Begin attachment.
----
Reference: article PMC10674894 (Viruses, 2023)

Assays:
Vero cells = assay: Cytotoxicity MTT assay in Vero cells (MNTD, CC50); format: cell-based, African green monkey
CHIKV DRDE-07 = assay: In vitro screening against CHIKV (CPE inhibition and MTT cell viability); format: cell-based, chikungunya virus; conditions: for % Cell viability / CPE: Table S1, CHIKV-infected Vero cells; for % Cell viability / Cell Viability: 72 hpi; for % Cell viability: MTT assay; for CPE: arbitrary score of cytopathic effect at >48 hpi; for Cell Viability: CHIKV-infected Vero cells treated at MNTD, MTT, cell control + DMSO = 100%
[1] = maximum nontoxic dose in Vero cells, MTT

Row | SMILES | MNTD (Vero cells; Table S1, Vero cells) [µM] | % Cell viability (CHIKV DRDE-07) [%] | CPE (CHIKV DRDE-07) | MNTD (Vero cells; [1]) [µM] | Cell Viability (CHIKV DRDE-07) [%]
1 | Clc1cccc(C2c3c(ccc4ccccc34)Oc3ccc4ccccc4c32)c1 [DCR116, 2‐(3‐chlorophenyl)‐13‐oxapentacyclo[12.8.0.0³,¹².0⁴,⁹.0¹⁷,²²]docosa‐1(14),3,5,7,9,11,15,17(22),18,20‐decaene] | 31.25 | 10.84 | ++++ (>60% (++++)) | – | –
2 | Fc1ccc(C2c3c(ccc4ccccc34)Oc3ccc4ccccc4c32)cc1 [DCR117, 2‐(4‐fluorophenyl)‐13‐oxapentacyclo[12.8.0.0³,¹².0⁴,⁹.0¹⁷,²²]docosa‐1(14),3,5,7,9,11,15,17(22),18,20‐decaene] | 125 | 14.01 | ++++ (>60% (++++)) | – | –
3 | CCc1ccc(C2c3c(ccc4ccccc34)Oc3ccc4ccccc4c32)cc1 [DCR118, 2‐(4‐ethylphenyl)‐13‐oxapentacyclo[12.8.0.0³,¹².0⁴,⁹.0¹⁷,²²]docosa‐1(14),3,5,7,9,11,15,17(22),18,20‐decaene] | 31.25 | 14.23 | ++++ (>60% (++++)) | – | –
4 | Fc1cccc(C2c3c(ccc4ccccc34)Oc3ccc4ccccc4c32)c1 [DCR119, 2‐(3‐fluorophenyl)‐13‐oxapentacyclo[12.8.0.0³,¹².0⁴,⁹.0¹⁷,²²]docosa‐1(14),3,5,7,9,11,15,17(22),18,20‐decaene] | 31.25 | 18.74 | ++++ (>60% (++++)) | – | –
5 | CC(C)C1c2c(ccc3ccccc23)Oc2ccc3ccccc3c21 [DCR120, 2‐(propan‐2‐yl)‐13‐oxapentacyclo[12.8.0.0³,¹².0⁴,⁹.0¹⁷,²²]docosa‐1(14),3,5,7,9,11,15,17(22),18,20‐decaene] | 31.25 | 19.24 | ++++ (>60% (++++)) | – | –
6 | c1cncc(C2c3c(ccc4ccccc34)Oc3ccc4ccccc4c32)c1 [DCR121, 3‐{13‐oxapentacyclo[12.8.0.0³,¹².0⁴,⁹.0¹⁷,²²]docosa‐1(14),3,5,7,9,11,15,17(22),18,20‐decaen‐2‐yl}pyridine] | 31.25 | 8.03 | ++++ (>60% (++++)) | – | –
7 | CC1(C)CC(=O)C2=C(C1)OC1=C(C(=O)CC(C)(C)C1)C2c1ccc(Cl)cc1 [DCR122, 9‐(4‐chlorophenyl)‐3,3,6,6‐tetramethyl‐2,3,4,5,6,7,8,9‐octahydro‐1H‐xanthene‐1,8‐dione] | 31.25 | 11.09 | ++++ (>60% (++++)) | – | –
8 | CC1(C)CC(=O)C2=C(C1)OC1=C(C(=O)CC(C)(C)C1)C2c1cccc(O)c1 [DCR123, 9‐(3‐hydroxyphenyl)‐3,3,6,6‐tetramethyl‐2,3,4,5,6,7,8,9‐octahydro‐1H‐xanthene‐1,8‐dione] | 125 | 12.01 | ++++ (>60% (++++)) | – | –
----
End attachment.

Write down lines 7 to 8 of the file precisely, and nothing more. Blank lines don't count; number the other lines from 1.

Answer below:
1 | Clc1cccc(C2c3c(ccc4ccccc34)Oc3ccc4ccccc4c32)c1 [DCR116, 2‐(3‐chlorophenyl)‐13‐oxapentacyclo[12.8.0.0³,¹².0⁴,⁹.0¹⁷,²²]docosa‐1(14),3,5,7,9,11,15,17(22),18,20‐decaene] | 31.25 | 10.84 | ++++ (>60% (++++)) | – | –
2 | Fc1ccc(C2c3c(ccc4ccccc34)Oc3ccc4ccccc4c32)cc1 [DCR117, 2‐(4‐fluorophenyl)‐13‐oxapentacyclo[12.8.0.0³,¹².0⁴,⁹.0¹⁷,²²]docosa‐1(14),3,5,7,9,11,15,17(22),18,20‐decaene] | 125 | 14.01 | ++++ (>60% (++++)) | – | –